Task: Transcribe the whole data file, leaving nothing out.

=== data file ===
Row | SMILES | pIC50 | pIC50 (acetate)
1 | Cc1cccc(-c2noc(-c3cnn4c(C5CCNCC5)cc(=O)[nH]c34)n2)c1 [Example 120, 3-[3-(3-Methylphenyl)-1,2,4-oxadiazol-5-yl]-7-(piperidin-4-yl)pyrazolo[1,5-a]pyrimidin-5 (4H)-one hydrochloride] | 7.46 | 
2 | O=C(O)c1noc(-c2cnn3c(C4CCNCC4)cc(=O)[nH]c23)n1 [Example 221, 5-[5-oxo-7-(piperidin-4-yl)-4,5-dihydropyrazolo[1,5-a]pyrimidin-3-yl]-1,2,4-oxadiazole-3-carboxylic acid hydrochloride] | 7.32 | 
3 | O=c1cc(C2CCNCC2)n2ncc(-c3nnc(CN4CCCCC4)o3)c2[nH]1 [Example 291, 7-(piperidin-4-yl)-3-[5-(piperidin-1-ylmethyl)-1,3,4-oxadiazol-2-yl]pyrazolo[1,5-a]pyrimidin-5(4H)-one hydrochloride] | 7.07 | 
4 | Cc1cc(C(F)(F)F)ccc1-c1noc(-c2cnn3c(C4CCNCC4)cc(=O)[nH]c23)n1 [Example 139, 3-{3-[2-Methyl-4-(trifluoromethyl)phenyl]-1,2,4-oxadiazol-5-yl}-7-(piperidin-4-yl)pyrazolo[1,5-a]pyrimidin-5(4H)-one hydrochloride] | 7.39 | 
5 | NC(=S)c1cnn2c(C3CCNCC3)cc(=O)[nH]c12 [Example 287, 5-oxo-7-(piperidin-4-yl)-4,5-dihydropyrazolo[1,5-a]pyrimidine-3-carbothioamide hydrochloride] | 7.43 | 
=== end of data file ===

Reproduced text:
Row | SMILES | pIC50 | pIC50 (acetate)
1 | Cc1cccc(-c2noc(-c3cnn4c(C5CCNCC5)cc(=O)[nH]c34)n2)c1 [Example 120, 3-[3-(3-Methylphenyl)-1,2,4-oxadiazol-5-yl]-7-(piperidin-4-yl)pyrazolo[1,5-a]pyrimidin-5 (4H)-one hydrochloride] | 7.46 | 
2 | O=C(O)c1noc(-c2cnn3c(C4CCNCC4)cc(=O)[nH]c23)n1 [Example 221, 5-[5-oxo-7-(piperidin-4-yl)-4,5-dihydropyrazolo[1,5-a]pyrimidin-3-yl]-1,2,4-oxadiazole-3-carboxylic acid hydrochloride] | 7.32 | 
3 | O=c1cc(C2CCNCC2)n2ncc(-c3nnc(CN4CCCCC4)o3)c2[nH]1 [Example 291, 7-(piperidin-4-yl)-3-[5-(piperidin-1-ylmethyl)-1,3,4-oxadiazol-2-yl]pyrazolo[1,5-a]pyrimidin-5(4H)-one hydrochloride] | 7.07 | 
4 | Cc1cc(C(F)(F)F)ccc1-c1noc(-c2cnn3c(C4CCNCC4)cc(=O)[nH]c23)n1 [Example 139, 3-{3-[2-Methyl-4-(trifluoromethyl)phenyl]-1,2,4-oxadiazol-5-yl}-7-(piperidin-4-yl)pyrazolo[1,5-a]pyrimidin-5(4H)-one hydrochloride] | 7.39 | 
5 | NC(=S)c1cnn2c(C3CCNCC3)cc(=O)[nH]c12 [Example 287, 5-oxo-7-(piperidin-4-yl)-4,5-dihydropyrazolo[1,5-a]pyrimidine-3-carbothioamide hydrochloride] | 7.43 | 